Are you a city water user, or a well water user? Whatever your answer, you have likely drank water that was disinfected with chlorine. Chlorine was instrumental in the creation of the first municipal water systems due to its efficiency as an anti-bacterial agent, and is now a popular choice for well water users looking to disinfect their wells and/or pre-treat their water before various types of filtration. In recent years, however, ultraviolet light has become an increasingly popular alternative for disinfecting water supplies among well water users and even in some municipal systems. With UV adoption on the rise, it’s no wonder we have started to receive questions about its efficacy as a disinfectant compared to that old standard, chlorine.
The simple answer is that UV light can be very effective in the right conditions, though attaining these conditions if your water doesn’t already meet them will often cost you more time and money than simply using chlorine.
That is to say that UV light requires clean, particle- and mineral-free water to penetrate and disinfect reliably. If your water is already clean and susceptible to UV penetration, a UV sterilizer will work very well for you; if not, you’ll need to install the appropriate pre-treatment systems before your UV sterilizer to see the desired results. Needless to say this can get expensive and create quite a bit of work, depending on the quality of your water – this is why chlorine injection pumps are often the preferred method of water disinfection.
Besides UV light’s stringent water quality requirements, chlorine is often preferred due to its low cost and easy maintenance. Once your pump is up and running, it is very easy to adjust the amount of chlorine injected, and you can even install optional modules that will adjust this amount on the fly depending on how much water is flowing from your well. Other advantages to chlorine include:
- Kills bacteria, viruses as long as there is enough contact time with the chlorine, for the chlorine to work.
- Simple, inexpensive, and easy to monitor. If the contact tank is properly sized for the flow rate, a simple free-chlorine check with an inexpensive test kit can indicate if the water is disinfected.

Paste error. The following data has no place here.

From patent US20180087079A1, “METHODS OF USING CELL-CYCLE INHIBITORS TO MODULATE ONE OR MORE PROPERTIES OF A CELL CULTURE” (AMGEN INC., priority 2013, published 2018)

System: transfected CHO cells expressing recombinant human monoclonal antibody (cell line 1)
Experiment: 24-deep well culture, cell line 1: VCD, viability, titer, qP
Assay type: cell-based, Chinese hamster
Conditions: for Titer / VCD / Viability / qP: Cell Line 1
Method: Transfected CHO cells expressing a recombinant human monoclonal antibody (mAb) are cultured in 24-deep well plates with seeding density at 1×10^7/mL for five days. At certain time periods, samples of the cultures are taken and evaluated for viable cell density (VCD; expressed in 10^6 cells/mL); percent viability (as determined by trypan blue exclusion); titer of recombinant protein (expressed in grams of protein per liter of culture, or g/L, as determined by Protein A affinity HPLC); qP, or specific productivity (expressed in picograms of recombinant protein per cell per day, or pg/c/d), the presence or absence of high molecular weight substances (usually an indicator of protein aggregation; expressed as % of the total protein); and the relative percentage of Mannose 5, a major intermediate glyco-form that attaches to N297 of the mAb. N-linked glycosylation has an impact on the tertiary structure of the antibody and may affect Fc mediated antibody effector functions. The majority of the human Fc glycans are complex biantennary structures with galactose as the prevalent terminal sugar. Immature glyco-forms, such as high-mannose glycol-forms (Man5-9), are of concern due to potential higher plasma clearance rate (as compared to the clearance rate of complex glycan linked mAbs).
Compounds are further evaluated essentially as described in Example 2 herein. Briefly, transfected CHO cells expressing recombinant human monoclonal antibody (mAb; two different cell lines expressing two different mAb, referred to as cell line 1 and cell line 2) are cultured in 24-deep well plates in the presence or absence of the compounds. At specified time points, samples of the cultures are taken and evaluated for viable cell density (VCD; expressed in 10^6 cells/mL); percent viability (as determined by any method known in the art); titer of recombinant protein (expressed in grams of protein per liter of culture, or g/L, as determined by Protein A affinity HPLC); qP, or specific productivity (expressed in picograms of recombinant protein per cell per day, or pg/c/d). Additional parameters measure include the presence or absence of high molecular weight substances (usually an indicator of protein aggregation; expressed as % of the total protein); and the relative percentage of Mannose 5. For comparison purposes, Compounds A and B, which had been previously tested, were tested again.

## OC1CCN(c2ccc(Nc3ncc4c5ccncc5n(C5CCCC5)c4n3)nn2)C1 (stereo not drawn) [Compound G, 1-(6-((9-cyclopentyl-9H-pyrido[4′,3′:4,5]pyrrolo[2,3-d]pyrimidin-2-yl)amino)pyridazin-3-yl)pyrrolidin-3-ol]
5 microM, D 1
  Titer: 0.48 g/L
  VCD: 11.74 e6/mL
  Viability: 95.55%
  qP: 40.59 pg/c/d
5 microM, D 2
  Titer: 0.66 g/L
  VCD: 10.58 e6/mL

- Chlorine kills odors and oxidizes iron to a form that can be removed by filtration.
- Chlorine residual remains in pipes, so that bacteria cannot re-grow, or develop in the pipes later.
This is not to say that ultraviolet light is not a good choice. UV is a powerful disinfectant that can kill bacteria, viruses and parasites, provided the water is perfectly clean, low in minerals, and free of iron and sediment. This is why UV systems are often installed after a water softener or filtration system. And since it is often hard to tell whether your water can be effectively penetrated by UV light, some UV systems even include light monitors that monitor whether the UV light is penetrating the water, and shut off the water if a problem is detected.
If you are sure of your water’s quality – for total certainty, we recommend sending a water sample in to a lab; we offer test kits that include prepaid postage and sample mailer bottles for this purpose – or are able to purchase a fail-safe UV system with a light monitor, then you’ll likely be well served by a UV sterilizer. If your water has other problems besides bacteria, we generally recommend you consider chlorine, as it will not only disinfect your water but oxidize minerals like iron and manganese for easy filtration by one of our many high-quality water filters.
To browse our selection of water filters, along with chlorinators, UV sterilizers, and other water treatment systems, visit our online store. For further information about UV systems, chlorine, or bacteria, visit the Resources section of our website, where you’ll find a bevy of How-To Guides, FAQs, reference guides, and much more. And if you still have questions about these or any other water treatment topics, don’t hesitate to e-mail us at email@example.com or to use our online contact form for fast, personalized assistance. Thanks for reading!